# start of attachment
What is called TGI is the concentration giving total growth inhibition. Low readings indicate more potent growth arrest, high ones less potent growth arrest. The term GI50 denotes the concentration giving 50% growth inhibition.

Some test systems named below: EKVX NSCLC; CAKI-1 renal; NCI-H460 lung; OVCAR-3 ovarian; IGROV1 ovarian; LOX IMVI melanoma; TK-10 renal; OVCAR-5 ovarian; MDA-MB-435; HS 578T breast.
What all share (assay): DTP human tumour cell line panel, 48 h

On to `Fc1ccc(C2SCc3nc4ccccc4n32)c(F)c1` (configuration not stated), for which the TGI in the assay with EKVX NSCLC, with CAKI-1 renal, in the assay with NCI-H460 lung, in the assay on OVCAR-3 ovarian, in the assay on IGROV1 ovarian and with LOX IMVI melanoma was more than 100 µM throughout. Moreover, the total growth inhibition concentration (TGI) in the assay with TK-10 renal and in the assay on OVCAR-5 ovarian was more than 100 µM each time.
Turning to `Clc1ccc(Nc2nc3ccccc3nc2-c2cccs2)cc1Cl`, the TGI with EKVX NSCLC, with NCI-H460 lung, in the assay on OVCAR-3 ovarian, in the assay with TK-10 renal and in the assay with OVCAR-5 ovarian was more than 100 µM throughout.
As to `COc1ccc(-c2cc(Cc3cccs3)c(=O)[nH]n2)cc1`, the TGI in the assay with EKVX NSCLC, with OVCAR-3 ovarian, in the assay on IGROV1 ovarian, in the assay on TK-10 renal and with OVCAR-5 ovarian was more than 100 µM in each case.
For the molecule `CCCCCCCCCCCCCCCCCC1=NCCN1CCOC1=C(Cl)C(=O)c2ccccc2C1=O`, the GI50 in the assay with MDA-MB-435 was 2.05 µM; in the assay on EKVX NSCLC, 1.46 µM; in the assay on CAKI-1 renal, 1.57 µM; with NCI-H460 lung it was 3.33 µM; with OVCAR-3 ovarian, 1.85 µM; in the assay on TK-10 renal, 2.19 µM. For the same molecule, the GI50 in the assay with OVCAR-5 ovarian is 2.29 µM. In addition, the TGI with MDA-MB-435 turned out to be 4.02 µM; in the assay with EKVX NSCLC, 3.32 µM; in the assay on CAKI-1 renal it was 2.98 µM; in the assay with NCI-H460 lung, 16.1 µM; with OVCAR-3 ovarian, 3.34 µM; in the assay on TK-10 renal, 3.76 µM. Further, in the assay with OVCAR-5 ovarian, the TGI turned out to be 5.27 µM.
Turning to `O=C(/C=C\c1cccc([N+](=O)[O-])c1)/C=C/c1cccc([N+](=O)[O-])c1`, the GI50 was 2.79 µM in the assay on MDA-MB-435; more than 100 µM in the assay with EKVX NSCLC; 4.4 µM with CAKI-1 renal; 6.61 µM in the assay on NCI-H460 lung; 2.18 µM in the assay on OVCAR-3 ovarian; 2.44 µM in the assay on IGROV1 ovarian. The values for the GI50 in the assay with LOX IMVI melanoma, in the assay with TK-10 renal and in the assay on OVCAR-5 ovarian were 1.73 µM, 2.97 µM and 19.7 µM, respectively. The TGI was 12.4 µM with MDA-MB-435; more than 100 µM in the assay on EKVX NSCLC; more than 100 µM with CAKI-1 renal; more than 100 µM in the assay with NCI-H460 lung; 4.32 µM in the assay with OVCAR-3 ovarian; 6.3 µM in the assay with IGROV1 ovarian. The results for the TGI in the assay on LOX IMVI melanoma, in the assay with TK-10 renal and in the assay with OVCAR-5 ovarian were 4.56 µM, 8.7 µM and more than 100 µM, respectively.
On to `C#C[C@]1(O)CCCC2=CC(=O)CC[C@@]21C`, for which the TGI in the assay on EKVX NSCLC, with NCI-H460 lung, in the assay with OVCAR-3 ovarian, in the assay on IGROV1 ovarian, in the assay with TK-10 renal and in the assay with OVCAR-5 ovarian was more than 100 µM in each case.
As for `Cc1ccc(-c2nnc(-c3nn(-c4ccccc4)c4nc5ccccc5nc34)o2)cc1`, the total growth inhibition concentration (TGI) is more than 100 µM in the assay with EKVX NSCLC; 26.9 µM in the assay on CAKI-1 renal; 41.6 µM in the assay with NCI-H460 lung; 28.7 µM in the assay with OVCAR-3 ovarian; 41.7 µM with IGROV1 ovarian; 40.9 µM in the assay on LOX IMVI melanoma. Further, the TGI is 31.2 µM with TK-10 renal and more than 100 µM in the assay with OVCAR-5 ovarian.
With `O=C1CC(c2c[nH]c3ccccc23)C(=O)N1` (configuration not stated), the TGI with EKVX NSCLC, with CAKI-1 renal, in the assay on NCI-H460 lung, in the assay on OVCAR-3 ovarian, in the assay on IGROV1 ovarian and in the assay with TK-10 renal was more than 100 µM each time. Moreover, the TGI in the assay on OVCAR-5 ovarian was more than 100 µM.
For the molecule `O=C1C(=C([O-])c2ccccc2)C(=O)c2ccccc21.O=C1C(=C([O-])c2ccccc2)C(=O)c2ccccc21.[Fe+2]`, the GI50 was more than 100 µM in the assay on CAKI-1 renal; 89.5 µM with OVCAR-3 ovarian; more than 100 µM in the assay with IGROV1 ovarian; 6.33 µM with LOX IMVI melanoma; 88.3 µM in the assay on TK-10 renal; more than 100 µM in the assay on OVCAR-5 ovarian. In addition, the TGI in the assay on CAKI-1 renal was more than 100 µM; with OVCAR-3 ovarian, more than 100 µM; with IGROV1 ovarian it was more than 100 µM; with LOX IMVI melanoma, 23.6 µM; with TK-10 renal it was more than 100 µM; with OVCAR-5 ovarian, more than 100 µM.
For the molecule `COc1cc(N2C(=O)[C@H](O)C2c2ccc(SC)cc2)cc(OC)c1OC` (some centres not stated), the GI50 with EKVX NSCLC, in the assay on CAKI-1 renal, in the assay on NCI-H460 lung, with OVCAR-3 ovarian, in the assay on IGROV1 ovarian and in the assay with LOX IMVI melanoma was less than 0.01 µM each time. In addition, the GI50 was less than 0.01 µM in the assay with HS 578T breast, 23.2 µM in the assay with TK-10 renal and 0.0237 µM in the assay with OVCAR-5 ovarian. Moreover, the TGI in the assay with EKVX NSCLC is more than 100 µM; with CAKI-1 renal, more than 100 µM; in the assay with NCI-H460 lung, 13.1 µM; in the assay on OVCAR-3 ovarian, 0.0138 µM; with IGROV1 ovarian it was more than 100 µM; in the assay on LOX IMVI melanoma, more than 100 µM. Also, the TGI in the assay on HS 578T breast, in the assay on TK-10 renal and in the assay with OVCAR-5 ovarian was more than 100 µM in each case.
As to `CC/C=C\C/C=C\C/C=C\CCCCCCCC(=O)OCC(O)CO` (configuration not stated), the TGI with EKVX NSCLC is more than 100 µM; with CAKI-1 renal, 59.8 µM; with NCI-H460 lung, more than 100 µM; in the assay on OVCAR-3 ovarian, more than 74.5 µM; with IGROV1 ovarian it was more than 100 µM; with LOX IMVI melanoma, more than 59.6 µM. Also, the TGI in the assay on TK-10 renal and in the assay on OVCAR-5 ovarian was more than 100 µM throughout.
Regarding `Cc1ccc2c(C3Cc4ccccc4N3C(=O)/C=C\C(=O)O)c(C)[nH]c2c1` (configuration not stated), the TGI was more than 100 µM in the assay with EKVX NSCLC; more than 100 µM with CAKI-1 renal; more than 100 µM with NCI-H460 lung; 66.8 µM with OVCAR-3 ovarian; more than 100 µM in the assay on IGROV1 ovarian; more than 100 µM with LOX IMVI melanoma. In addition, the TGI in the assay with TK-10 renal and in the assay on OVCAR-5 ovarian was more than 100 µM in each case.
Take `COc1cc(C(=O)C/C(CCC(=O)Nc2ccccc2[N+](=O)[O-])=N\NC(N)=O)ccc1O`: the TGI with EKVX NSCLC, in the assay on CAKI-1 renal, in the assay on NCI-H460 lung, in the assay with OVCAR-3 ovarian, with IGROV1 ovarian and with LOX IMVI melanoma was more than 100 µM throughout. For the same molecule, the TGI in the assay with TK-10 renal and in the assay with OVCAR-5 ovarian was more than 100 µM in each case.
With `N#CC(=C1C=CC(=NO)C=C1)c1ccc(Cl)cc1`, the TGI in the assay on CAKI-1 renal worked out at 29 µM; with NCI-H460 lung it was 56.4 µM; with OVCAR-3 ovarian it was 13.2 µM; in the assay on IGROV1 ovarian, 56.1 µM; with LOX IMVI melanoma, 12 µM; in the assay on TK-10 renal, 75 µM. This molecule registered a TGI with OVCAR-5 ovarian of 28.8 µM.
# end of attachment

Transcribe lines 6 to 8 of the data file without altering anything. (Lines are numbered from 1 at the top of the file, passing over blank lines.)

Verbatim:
As to `COc1ccc(-c2cc(Cc3cccs3)c(=O)[nH]n2)cc1`, the TGI in the assay with EKVX NSCLC, with OVCAR-3 ovarian, in the assay on IGROV1 ovarian, in the assay on TK-10 renal and with OVCAR-5 ovarian was more than 100 µM in each case.
For the molecule `CCCCCCCCCCCCCCCCCC1=NCCN1CCOC1=C(Cl)C(=O)c2ccccc2C1=O`, the GI50 in the assay with MDA-MB-435 was 2.05 µM; in the assay on EKVX NSCLC, 1.46 µM; in the assay on CAKI-1 renal, 1.57 µM; with NCI-H460 lung it was 3.33 µM; with OVCAR-3 ovarian, 1.85 µM; in the assay on TK-10 renal, 2.19 µM. For the same molecule, the GI50 in the assay with OVCAR-5 ovarian is 2.29 µM. In addition, the TGI with MDA-MB-435 turned out to be 4.02 µM; in the assay with EKVX NSCLC, 3.32 µM; in the assay on CAKI-1 renal it was 2.98 µM; in the assay with NCI-H460 lung, 16.1 µM; with OVCAR-3 ovarian, 3.34 µM; in the assay on TK-10 renal, 3.76 µM. Further, in the assay with OVCAR-5 ovarian, the TGI turned out to be 5.27 µM.
Turning to `O=C(/C=C\c1cccc([N+](=O)[O-])c1)/C=C/c1cccc([N+](=O)[O-])c1`, the GI50 was 2.79 µM in the assay on MDA-MB-435; more than 100 µM in the assay with EKVX NSCLC; 4.4 µM with CAKI-1 renal; 6.61 µM in the assay on NCI-H460 lung; 2.18 µM in the assay on OVCAR-3 ovarian; 2.44 µM in the assay on IGROV1 ovarian. The values for the GI50 in the assay with LOX IMVI melanoma, in the assay with TK-10 renal and in the assay on OVCAR-5 ovarian were 1.73 µM, 2.97 µM and 19.7 µM, respectively. The TGI was 12.4 µM with MDA-MB-435; more than 100 µM in the assay on EKVX NSCLC; more than 100 µM with CAKI-1 renal; more than 100 µM in the assay with NCI-H460 lung; 4.32 µM in the assay with OVCAR-3 ovarian; 6.3 µM in the assay with IGROV1 ovarian. The results for the TGI in the assay on LOX IMVI melanoma, in the assay with TK-10 renal and in the assay with OVCAR-5 ovarian were 4.56 µM, 8.7 µM and more than 100 µM, respectively.